Putin’s Violent Holy War Rhetoric Made it to the Christian Right Fringe — And There’s Reason to Believe it’ll Go Mainstream

Lauren Witzke, the Delaware GOP's candidate for Senate in 2020 says she identifies more with Putin than with Biden. Image: @RightWingWatch/Twitter

It starts with a tweet:

And it is, of course, not simply that. Shortly before, in support of Vladimir Putin and the Kremlin appointing a “chief exorcist” against Satanism, he said

“Can you think of anybody, in the world, that a church leader has said—that man is anointed by God to oppose and make war against the antiChrist?” 

Now, Rick Wiles is a known entity—he’s the founder of TruNews, a pastor of a Florida church whose fundamentalist Christian platform has a long history of antisemitism, Islamophobia, anti-LGBTQIA+ messaging, and which rambles on in ever more hysterical apocalyptic tirades while begging for money and preaching extreme conspiracy theories.  

And while this kind of language is militant and weird, it’s not (yet?) a normative part of far-right evangelical discourse in America—of Putin as the chosen one. But it is absolutely the adoption of Russian rhetoric of Satanism, of Antichrist, of holy war, of culture wars, taken to the next level.

Wiles has long been focused on the concept of antichrist, using it traditionally to peddle unusually violent antisemitic rhetoric, especially against Israel. He has said, “The antichrist system will be Israel,” connecting it to artificial intelligence, or a 2017 comment that, “the Man of Perdition, the one that you call Antichrist, I personal believe he will be a homosexual Jew.” 

Unsurprisingly he’s peddled QAnon conspiracies—also an apocalyptic fantasy—about Trump murdering his opponents:

They’re going to have a bunch of traitors, they’re going to line them up against the wall, and start shooting them, because that’s what they deserve. The Democrats, the news media…If the leftists, if the scientists, professors have been working secretly with the Chinese Communist Party, then line them up against a wall and shoot them. That’s what you do with them.

So this adoption of Russian rhetoric is, quite frankly, not the most concerning thing about Rick Wiles—but it should be cause for concern that far-right evangelicals keep coming back in the direction of religious violence.

Pastor Greg Laurie, who sits on the board of the Billy Graham Evangelistic Association, told his followers back in March that there was prophetic significance in the Russian invasion of Ukraine, that it was part of the end times. Pat Robertson suggested that Putin had been “compelled by God” to invade as part of Armageddon, as a prelude to an invasion of Israel. John Hagee has written of Putin as the “King of the North” in apocalyptic tales. David Jeremiah also weighed in, with a piece blatantly titled “Russia’s Role in End-Times Prophecy.” But all of these right-wing Christian leaders have him in the role of something akin to the “king of the north” from Daniel 11—not a messiah, but closer to an antichrist figure.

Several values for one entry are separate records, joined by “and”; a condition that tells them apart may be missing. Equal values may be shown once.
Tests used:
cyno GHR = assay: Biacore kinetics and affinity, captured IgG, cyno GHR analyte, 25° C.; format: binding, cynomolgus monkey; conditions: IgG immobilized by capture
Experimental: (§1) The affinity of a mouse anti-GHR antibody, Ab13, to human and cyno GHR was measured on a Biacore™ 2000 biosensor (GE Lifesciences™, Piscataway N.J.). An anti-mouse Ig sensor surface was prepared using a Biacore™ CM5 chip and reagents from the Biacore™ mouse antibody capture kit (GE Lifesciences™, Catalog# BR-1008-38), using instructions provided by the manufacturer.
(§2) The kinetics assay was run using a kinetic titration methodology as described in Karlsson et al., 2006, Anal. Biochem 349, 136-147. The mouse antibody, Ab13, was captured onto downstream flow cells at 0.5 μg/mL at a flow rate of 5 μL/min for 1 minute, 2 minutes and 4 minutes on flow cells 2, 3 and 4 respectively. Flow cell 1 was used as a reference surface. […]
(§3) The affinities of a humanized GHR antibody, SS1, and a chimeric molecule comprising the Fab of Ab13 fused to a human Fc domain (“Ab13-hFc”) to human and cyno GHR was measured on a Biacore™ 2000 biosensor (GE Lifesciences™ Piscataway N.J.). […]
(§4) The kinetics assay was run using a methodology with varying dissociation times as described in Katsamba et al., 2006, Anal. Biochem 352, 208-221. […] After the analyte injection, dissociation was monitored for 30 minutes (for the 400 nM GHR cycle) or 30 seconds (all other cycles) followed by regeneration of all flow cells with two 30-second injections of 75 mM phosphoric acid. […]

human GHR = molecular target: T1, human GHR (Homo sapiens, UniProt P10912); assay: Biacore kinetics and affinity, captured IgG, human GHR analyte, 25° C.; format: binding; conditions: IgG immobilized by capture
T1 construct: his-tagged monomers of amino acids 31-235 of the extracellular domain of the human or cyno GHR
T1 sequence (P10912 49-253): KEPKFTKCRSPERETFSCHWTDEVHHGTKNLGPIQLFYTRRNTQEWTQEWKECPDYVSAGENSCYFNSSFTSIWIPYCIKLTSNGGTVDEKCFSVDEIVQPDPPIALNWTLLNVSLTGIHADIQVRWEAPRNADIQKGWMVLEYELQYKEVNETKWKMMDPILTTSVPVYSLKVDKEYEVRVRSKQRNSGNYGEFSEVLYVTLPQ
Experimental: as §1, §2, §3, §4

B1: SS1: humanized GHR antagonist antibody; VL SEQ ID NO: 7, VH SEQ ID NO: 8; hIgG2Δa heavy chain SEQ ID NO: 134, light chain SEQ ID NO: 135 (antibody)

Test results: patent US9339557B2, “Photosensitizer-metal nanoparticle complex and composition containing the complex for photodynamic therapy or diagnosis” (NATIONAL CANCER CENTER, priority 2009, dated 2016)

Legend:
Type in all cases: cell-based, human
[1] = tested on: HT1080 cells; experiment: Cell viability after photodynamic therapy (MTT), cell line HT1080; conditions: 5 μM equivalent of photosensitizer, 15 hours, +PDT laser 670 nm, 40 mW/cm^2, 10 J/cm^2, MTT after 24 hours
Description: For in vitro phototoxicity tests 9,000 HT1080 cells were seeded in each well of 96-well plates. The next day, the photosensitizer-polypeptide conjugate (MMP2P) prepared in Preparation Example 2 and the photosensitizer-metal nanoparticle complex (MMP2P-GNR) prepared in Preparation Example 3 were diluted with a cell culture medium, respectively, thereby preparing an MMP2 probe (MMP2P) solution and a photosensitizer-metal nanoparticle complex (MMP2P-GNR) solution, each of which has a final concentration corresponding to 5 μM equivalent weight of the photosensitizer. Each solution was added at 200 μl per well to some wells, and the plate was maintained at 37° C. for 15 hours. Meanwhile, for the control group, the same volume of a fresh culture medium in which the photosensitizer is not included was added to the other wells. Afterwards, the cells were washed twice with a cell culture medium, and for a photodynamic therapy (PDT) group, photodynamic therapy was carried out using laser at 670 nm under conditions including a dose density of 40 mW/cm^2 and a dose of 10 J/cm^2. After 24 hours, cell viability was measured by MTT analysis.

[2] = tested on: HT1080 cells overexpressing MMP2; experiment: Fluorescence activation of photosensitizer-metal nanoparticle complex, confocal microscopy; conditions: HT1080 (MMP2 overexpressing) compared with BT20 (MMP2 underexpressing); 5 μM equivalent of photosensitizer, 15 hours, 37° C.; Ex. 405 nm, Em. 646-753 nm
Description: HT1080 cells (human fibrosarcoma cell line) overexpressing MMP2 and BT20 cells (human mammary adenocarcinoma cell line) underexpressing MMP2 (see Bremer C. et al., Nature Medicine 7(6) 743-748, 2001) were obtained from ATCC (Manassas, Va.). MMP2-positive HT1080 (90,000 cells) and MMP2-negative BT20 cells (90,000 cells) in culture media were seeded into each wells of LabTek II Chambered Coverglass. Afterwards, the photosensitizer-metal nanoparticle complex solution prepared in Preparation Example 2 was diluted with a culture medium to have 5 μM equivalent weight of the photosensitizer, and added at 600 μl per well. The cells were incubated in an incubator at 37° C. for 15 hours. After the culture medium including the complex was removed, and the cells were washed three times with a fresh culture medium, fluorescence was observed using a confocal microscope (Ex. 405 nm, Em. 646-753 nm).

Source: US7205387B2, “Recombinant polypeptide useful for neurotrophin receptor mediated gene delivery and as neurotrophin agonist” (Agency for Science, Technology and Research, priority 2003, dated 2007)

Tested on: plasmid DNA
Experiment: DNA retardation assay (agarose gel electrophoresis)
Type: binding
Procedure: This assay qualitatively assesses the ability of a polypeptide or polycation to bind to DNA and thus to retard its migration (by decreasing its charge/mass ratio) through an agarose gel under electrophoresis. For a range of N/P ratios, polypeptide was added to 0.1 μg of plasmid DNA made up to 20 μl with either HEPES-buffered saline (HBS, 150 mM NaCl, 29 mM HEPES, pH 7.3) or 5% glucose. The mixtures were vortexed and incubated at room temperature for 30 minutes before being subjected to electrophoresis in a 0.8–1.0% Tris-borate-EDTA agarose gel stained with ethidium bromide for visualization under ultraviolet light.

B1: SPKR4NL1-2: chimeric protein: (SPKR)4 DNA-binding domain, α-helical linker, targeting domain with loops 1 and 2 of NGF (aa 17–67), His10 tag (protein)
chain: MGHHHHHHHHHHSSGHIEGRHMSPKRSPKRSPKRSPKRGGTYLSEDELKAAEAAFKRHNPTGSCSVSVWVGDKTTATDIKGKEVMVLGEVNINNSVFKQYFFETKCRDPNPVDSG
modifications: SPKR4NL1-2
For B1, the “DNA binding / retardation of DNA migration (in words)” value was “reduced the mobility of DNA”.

You’ll be shocked to learn that Ukrainian Orthodox leaders have used this rhetoric too—on February 27, Metropolitan Epiphanius I of Ukraine said that, “The spirit of the Antichrist operates in the leader of Russia, the signs of which the Scriptures reveal to us: pride, devotion to evil, ruthlessness, false religiosity.” So the narrative of antichrist and Putin tends not to work in his favor—which shouldn’t be surprising as there’s a long-standing tradition in evangelical Christianity working against Putin and Russia from the Cold War onwards.

So there’s the part of this where Putin matters, but matters because of his role in the apocalypse as an antagonist. Separately from this, there’s a celebration of Putin for what he does in the culture wars. It feels strange. Vladimir Putin, former KGB, autocratic president of Russia, launcher of invasions of Ukraine, Georgia, and Chechnya, user of assassination to deal with defectors, murderer of opponents, likely orchestrator of domestic terrorist attacks in Russia to justify warfare, champion of the Russian Empire directly in opposition to America: it seems strange that he would find American champions on the Christian Right. 

But they love him because he loves violence. He loves the same violence they crave. And unlike them, he has unleashed it repeatedly, and is busy doing it again, against the same people in Russia that they’re calling for violence against here. Lauren Witzke, a former TruNews host, QAnon supporter, anti-LGBTQIA+ activist, self-professed flat-earther, and the Delaware GOP’s candidate for Senate in 2020, said in February:

Russia is a Christian nationalist nation, they’re actually Orthodox Christian, or Russian Orthodox. So, you know, I actually support Putin’s right to protect his people and always put his people first but also protect their Christian values. I identify more with Russian—with Putin’s Christian values than I do with Joe Biden. So you know, like, there is that there. Christian nationalist countries also are a threat to the global regime. Like the Luciferian regime it wants to mash everything together, but Putin takes care of his people, he looks out for his people.